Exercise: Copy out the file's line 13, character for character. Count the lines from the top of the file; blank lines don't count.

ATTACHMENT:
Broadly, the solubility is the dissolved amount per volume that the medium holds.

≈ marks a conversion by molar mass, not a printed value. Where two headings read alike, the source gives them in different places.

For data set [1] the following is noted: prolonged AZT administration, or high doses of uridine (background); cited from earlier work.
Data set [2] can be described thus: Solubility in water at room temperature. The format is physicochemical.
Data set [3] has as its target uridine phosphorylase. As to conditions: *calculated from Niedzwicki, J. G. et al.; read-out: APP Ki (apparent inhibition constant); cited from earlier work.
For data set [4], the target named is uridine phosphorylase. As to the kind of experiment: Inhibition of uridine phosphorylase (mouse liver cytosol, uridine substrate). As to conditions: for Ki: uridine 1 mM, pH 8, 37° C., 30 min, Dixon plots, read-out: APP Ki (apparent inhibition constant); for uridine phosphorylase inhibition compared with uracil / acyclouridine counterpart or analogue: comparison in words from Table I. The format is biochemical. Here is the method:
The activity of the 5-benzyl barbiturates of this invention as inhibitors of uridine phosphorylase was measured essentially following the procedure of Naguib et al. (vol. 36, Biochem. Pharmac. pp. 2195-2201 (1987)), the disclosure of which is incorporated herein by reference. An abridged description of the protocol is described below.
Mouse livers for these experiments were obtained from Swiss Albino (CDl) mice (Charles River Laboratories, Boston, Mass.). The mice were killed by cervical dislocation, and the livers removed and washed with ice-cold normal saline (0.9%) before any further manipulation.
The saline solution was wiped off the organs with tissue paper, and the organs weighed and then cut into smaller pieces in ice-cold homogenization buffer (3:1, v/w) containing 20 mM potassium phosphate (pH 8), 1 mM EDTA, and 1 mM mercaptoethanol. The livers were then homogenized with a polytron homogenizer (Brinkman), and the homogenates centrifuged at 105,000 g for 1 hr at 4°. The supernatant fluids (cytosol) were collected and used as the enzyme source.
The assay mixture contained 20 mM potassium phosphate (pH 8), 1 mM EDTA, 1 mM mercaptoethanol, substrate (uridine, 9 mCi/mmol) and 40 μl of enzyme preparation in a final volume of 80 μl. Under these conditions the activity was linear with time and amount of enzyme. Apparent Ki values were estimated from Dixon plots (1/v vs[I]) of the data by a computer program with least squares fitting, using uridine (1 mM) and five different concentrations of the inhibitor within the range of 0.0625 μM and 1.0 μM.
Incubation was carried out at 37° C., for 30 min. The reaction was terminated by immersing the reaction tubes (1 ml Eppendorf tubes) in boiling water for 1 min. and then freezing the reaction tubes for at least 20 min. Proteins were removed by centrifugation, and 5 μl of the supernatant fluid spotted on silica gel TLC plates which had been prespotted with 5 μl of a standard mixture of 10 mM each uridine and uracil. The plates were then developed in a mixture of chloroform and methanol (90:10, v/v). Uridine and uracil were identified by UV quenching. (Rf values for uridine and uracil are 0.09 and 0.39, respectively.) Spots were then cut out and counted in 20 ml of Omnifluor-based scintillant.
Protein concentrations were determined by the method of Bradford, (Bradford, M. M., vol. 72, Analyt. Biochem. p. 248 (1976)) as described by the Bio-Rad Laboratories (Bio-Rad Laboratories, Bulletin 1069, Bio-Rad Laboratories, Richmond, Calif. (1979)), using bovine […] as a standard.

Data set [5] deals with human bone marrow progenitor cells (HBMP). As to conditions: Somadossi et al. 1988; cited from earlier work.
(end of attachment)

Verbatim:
Data set [5] deals with human bone marrow progenitor cells (HBMP). As to conditions: Somadossi et al. 1988; cited from earlier work.